Microsoft wants to build a "super app" that includes a messaging platform, shopping, web search, and news into a single app, an apparent attempt to go after Apple and Google's app store platforms.

Apple vs Microsoft feature
According to a report today by The Information, Microsoft has been in the early stages of building a "super app" at the direction of the company's CEO Satya Nadella. Nadella has reportedly instructed teams at Microsoft to better integrate Bing, the company's search engine, into other services and apps, such as Microsoft Teams and Outlook, as a groundwork for the "super app."

While it isn't clear whether Microsoft will ultimately launch such an app, the people with knowledge of the discussions said CEO Satya Nadella has laid the groundwork by pushing the Bing search engine to work better with other Microsoft mobile products. For instance, he has directed Bing to integrate with Microsoft's Teams messaging and Outlook email apps, making it easier for customers to share search results in messages. A spokesperson for Microsoft didn;t comment for this article.

Most of Microsoft's business comes from selling software and corporate sales. Microsoft wants to become more consumer-friendly and offer services directly to customers. In the past, Microsoft has failed to acquire large apps and social media platforms, which could have been part of its larger plans.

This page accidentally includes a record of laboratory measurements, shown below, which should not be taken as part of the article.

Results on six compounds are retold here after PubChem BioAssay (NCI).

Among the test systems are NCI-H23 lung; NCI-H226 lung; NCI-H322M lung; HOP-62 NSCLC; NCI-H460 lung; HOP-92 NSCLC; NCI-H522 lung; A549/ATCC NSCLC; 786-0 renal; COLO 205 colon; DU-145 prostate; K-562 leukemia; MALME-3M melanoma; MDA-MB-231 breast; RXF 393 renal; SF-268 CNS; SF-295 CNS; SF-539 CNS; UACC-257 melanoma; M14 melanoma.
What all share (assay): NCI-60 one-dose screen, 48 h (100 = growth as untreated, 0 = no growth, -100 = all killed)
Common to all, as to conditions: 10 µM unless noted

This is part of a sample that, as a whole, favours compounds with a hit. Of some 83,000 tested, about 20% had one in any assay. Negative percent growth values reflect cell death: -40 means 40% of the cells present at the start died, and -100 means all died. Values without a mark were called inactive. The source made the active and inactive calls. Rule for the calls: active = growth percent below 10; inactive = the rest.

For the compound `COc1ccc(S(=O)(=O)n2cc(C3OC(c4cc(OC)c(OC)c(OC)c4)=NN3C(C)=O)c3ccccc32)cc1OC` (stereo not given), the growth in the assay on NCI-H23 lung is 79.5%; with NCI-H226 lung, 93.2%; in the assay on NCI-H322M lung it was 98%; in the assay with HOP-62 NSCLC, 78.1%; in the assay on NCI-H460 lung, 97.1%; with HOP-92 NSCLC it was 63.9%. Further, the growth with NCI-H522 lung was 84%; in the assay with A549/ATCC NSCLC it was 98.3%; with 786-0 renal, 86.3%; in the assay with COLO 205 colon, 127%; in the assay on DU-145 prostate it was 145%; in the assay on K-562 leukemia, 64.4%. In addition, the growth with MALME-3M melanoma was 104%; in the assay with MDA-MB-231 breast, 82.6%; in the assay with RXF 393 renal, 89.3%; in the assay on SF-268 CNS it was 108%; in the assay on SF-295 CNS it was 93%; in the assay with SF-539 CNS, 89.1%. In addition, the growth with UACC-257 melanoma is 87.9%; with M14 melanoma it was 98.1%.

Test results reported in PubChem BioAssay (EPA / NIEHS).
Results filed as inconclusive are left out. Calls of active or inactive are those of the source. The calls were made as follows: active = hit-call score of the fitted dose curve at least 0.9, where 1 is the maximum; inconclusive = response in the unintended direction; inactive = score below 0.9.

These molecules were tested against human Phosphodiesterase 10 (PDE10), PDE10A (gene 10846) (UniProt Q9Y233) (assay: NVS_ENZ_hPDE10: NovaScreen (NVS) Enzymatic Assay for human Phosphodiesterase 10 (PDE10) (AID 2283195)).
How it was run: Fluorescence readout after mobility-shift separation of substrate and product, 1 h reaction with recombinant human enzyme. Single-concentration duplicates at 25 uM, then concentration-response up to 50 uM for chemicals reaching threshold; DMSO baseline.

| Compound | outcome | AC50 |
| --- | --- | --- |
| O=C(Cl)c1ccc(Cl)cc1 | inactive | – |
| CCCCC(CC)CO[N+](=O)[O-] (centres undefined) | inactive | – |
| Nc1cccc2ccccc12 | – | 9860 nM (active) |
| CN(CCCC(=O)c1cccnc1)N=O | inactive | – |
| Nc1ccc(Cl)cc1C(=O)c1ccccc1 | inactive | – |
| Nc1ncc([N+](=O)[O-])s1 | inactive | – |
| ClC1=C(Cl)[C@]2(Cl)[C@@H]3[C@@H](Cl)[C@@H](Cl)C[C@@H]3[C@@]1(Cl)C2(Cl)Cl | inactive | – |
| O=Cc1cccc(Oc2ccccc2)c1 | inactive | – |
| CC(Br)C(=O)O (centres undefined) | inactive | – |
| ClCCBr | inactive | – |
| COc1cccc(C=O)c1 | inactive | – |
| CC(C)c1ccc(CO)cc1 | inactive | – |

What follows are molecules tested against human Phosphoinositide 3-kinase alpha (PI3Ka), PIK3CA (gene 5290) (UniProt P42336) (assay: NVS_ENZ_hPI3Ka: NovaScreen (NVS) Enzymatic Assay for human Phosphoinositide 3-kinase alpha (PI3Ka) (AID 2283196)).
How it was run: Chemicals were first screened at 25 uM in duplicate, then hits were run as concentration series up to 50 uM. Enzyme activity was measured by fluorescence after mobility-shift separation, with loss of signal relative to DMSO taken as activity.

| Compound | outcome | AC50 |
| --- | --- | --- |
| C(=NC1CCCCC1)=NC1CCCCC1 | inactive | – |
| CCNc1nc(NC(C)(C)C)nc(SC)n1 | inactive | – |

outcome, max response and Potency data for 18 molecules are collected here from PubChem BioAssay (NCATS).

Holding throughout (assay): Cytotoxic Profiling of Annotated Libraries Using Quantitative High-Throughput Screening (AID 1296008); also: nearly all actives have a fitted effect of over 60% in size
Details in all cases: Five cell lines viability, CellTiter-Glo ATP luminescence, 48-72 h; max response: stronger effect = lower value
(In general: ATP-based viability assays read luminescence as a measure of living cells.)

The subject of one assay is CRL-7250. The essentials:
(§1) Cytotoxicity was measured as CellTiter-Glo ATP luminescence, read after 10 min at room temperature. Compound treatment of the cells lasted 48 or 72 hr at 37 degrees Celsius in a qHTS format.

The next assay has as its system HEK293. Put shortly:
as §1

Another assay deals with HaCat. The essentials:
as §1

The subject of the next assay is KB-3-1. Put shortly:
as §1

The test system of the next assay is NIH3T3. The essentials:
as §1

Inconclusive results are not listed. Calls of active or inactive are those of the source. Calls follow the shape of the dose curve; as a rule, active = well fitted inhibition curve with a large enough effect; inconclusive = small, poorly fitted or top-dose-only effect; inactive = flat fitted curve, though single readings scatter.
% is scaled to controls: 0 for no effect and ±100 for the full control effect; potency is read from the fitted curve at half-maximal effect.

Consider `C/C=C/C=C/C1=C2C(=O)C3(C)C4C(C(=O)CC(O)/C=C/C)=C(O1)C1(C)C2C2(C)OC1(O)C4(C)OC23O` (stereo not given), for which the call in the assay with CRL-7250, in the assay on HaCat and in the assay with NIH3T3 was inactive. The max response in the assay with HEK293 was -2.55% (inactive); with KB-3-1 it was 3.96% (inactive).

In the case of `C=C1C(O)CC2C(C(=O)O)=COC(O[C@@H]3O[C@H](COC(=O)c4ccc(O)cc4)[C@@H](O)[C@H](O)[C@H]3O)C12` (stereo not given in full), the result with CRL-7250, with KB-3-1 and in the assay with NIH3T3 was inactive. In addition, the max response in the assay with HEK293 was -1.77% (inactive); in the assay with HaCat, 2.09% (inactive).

Today's report also sheds some interesting new light on Microsoft's unsuccessful attempts in the past to outbid Google to become the default search engine
on iPhone. Google pays Apple billions each year to stay the default on ‌iPhone‌, and while users can change it, the default setting puts Microsoft's Bing at a disadvantage. According to The Information, Microsoft has had high-level talks with Apple to try and outbid Google as the default search engine but failed each time.

Microsoft has periodically bid on Apple's mobile search contract, according to a former employee briefed on the situation, but Google has won the deal every time. The negotiations have typically taken place directly between Nadella and top Apple executives behind closed doors, leaving many top Microsoft executives in the dark about the process, this person said.

According to the report, Microsoft ran a public relations campaign in 2012 to show how Bing was better for people with vision disabilities than it was for the general public. It wasn't enough to win Apple's approval.